I had a feeling I was going to like this, but I didn't expect to like it THIS much. If you like spaceship/mission centred sci-fi, mercenaries and kickass lady-types, you should probably pick this up immediately.

Saturday, 6 February 2016

Rainbowthon TBR

The Rainbowthon is a readathon happening February 7-14 and is hosted by a number of Booktubers--check out the #Rainbowthon on twitter for more information as well.

The objective is to read books during the week featuring the different colors of the rainbow. You can read 6 differently colored books (we're ignoring indigo because who cares), 6 books with all the same color, or double up on a few colors to make the challenge a bit easier.

I've got a TBR picked out, but I only chose 4 books because I doubt I can read more than that in a week. I went with a yellow/orange spine theme as well... take a look at the books below!

I'm hoping I can read all of them during the week. I flew through the previous books in the series by Mercedes Lackey and Rachel Bach, so I figure those will be easy to knock off the list. The other two I have no idea. They just fit the theme and I've been meaning to read them.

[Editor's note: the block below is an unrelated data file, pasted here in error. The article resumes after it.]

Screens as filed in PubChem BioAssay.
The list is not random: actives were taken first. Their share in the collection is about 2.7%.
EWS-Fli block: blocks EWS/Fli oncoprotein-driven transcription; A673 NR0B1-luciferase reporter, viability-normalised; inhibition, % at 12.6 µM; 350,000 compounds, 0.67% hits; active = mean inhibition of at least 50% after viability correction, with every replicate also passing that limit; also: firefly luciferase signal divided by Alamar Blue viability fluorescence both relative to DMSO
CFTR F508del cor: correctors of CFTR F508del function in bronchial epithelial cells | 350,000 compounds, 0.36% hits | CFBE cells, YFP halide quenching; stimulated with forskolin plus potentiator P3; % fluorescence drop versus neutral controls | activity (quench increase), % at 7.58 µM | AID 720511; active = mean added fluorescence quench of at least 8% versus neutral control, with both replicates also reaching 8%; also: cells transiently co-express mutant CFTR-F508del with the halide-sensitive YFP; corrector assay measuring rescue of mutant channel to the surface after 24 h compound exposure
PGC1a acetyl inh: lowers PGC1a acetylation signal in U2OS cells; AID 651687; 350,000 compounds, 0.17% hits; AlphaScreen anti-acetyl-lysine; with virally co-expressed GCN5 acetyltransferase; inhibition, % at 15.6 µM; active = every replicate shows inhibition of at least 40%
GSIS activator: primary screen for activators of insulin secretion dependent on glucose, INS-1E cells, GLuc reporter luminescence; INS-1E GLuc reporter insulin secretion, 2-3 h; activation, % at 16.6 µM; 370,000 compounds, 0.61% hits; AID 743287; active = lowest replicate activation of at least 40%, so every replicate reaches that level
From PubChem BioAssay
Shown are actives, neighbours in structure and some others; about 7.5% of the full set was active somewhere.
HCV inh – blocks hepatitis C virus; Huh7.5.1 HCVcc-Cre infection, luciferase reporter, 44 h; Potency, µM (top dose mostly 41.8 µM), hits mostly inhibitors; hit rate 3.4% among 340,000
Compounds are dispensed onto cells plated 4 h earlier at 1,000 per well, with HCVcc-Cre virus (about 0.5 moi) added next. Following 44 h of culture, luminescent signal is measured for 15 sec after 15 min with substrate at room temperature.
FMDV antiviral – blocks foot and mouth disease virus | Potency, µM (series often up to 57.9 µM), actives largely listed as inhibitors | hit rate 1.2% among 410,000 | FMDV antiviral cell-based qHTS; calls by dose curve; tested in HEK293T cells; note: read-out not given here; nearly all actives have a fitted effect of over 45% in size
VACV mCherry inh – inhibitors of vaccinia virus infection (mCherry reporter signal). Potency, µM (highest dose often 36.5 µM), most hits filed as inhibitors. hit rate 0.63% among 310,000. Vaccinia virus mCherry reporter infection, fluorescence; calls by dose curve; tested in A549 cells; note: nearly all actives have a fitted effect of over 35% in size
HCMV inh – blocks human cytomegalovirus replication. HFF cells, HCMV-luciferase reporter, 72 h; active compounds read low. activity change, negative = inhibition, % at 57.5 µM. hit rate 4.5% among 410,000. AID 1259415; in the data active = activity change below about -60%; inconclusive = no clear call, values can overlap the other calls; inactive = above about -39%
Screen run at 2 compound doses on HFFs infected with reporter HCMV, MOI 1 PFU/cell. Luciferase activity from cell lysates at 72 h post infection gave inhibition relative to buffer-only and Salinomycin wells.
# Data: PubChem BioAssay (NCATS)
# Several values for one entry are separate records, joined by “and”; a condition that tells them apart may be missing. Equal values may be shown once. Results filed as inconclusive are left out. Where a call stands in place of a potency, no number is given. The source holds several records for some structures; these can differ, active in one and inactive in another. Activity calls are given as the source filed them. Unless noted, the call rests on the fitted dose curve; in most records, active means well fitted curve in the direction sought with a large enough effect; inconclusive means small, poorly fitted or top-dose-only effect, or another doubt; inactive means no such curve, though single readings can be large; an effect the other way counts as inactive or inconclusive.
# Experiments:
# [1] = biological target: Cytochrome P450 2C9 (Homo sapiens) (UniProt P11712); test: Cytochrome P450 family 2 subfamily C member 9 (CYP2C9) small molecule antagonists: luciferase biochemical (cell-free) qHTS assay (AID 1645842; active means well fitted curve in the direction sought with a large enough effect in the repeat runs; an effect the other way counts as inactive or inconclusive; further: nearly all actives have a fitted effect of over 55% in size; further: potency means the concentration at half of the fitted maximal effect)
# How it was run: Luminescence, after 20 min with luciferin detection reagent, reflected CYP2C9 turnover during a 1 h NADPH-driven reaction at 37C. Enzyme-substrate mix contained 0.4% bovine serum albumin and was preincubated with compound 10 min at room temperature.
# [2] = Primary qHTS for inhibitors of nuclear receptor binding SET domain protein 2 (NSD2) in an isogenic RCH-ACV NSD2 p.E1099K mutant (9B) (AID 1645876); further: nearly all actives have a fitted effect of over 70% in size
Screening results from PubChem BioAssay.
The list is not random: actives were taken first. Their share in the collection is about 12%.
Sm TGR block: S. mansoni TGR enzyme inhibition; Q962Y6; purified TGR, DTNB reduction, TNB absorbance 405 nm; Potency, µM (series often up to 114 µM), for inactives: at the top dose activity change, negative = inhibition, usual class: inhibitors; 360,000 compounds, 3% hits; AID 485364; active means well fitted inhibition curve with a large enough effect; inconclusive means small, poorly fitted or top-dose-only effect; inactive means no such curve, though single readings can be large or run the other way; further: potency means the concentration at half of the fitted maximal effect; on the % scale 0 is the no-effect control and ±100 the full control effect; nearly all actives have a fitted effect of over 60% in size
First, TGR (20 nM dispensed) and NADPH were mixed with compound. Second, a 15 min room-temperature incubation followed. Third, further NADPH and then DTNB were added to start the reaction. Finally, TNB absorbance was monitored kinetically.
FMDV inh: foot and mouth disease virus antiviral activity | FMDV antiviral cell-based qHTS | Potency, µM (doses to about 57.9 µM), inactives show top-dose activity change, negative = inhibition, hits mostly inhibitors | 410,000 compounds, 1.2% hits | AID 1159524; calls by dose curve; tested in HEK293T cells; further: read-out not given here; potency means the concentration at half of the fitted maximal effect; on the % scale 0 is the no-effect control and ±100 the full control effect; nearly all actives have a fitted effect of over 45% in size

So! That's the plan. Are you participating in Rainbowthon? Feel free to send me your TBR links and let's chat in the comments!

Tuesday, 2 February 2016

Top 10 Tuesday || Settings I'd Like To See

Top 10 Tuesday is, as always, brought to you by The Broke and The Bookish. This week: Settings You'd Like To See.

1. The French Revolution
I just adore this time period. It's one of my favourites. And there's no shortage of conflict here... so I think it would make a really compelling setting.